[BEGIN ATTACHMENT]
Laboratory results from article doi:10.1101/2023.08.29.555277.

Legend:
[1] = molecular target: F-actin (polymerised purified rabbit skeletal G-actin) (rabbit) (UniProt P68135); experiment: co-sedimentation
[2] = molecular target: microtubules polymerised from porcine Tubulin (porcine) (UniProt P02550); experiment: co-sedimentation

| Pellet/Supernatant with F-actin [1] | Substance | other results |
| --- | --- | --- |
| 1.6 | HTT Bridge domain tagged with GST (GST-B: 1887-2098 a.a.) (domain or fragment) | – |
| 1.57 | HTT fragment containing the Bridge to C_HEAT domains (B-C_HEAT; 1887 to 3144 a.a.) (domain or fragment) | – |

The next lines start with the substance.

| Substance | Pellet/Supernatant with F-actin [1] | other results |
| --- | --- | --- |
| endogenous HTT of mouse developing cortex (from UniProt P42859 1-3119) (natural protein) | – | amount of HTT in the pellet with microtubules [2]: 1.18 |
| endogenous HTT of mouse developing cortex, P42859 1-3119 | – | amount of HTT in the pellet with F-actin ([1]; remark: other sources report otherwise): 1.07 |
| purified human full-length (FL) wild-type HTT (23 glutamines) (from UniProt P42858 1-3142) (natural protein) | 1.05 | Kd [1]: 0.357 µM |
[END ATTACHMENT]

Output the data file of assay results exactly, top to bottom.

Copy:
Laboratory results from article doi:10.1101/2023.08.29.555277.

Legend:
[1] = molecular target: F-actin (polymerised purified rabbit skeletal G-actin) (rabbit) (UniProt P68135); experiment: co-sedimentation
[2] = molecular target: microtubules polymerised from porcine Tubulin (porcine) (UniProt P02550); experiment: co-sedimentation

| Pellet/Supernatant with F-actin [1] | Substance | other results |
| --- | --- | --- |
| 1.6 | HTT Bridge domain tagged with GST (GST-B: 1887-2098 a.a.) (domain or fragment) | – |
| 1.57 | HTT fragment containing the Bridge to C_HEAT domains (B-C_HEAT; 1887 to 3144 a.a.) (domain or fragment) | – |

The next lines start with the substance.

| Substance | Pellet/Supernatant with F-actin [1] | other results |
| --- | --- | --- |
| endogenous HTT of mouse developing cortex (from UniProt P42859 1-3119) (natural protein) | – | amount of HTT in the pellet with microtubules [2]: 1.18 |
| endogenous HTT of mouse developing cortex, P42859 1-3119 | – | amount of HTT in the pellet with F-actin ([1]; remark: other sources report otherwise): 1.07 |
| purified human full-length (FL) wild-type HTT (23 glutamines) (from UniProt P42858 1-3142) (natural protein) | 1.05 | Kd [1]: 0.357 µM |